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2 years 3 months ago #15 by Nick Friend
Replied by Nick Friend on topic LINQ
Following on from what Otto said...

I don't know about X# but in C# you have the two different syntaxes available - query syntax

FROM Developer IN oList etc

and method syntax

oList.Where(lambda).OrderBy(lambda).ToList()

In method syntax the input into each method is the output of the previous method in the chain (so Where takes oList, OrderBy takes the result of the Where clause, etc).

Looked at that way it's all perfectly logical, aside from the reason Phil mentioned. It's only a problem if you approach it with the screwed up logic of SQL ;-)

Nick

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2 years 3 months ago #16 by Johan Nel
Replied by Johan Nel on topic LINQ
Phil and others,

I actually also think the Linq way is more logical compared to SQL.

My logic for SQL would actually be that the SELECT statement syntax is executed as a TOP to BOTTOM logic, e.g.:
FROM <table> [WHERE <tablewhere>][, <tablelist>]
WHERE <This will hold relationship constraints>
SELECT <column list>

Or from my perspective, the GROUP BY of SQL, why do you have to replicate the group by columns in the select columns?:
SELECT <key column list>, Min(<col1>), Max(Col1) --Why do we need to specify <key column list>?
FROM <table>
GROUP BY <key column list>

Instead of:
SELECT <Aggregate column list>
FROM <table>
GROUP BY <key column list>

Or if we follow a top down approach to SYNTAX:
FROM <table>
GROUP BY <key column list>
SELECT <Aggregate column list>

Just my 2c.

LJ

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Johan Nel
George, South Africa

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2 years 3 months ago #17 by Karl Faller
Replied by Karl Faller on topic LINQ

NickFriend wrote: Following on from what Otto said...

It's only a problem if you approach it with the screwed up logic of SQL ;-)
Nick

Nick & al.,
never thought i might speak "pro SQL" ;)- but given that the world is full of SQL and minds that think screwed for years, it is really a typical MS solution, for ease of intellisense to invent another way of expressing things...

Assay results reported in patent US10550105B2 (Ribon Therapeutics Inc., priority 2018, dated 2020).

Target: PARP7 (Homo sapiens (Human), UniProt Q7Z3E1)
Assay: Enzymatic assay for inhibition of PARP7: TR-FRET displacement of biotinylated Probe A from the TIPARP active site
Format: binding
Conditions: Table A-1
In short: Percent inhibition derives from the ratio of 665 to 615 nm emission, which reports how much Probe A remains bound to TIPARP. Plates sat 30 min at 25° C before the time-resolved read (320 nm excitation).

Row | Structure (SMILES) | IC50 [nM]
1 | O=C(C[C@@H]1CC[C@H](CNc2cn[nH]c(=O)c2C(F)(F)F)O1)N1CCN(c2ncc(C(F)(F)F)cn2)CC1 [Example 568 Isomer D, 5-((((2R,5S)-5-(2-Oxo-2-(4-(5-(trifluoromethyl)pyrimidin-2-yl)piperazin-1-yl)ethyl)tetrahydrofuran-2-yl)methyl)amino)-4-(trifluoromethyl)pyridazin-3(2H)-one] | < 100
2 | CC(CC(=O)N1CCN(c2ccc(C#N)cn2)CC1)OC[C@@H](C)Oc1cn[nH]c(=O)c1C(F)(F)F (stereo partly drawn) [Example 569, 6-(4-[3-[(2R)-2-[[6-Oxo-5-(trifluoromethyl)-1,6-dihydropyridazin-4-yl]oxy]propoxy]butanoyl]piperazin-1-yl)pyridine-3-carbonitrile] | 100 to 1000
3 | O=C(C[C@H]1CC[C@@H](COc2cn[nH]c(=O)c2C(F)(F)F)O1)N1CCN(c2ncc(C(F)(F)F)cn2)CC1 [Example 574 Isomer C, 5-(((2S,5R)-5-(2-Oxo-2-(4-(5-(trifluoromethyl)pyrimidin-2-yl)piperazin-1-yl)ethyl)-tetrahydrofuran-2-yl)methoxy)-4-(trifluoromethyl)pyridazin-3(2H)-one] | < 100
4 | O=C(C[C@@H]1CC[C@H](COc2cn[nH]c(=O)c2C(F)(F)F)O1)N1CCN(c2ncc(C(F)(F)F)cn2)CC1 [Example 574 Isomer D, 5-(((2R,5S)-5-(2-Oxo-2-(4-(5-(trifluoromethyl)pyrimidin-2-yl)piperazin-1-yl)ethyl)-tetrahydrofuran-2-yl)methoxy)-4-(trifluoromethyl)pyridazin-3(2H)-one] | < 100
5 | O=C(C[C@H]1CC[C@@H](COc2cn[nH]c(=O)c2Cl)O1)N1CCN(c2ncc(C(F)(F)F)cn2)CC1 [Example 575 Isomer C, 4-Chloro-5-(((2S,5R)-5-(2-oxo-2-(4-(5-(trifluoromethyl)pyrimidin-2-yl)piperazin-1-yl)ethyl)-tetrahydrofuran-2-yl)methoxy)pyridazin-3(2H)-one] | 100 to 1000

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2 years 3 months ago #18 by Phil Hepburn
Replied by Phil Hepburn on topic LINQ
Hi George and all,

Yes, the LINQ syntax does seem a bit different at first, and particularly to SQL guys. However, I can say that once you get into LINQ it soon becomes second nature, easy, and quite likeable too.

One nice thing about LINQ is that if you then use Entity Framework 6 / 7 +, then you do not need to go back and use SQL queries ever again - just do everything from LINQ and .NET X# code.

There are also some nice features which help the standard user (which is what I class myself as), like using one query variable within another, to simplify the first query. Also, under the hood the compiler does actually turn this query syntax into an SQL statement, or query to be sent to the SQL engine when we are using EF. We can easily see the SQL statement which the compiler generates.

I found that quite often the SQL statement created and used by the compiler looks nothing much like the LINQ code I create and use. It does some very clever stuff, optimizing as well.

Are you ready for this comment of mine ? "LINQ in .NET is fun to use" ;-0)

Cheers,
Phil.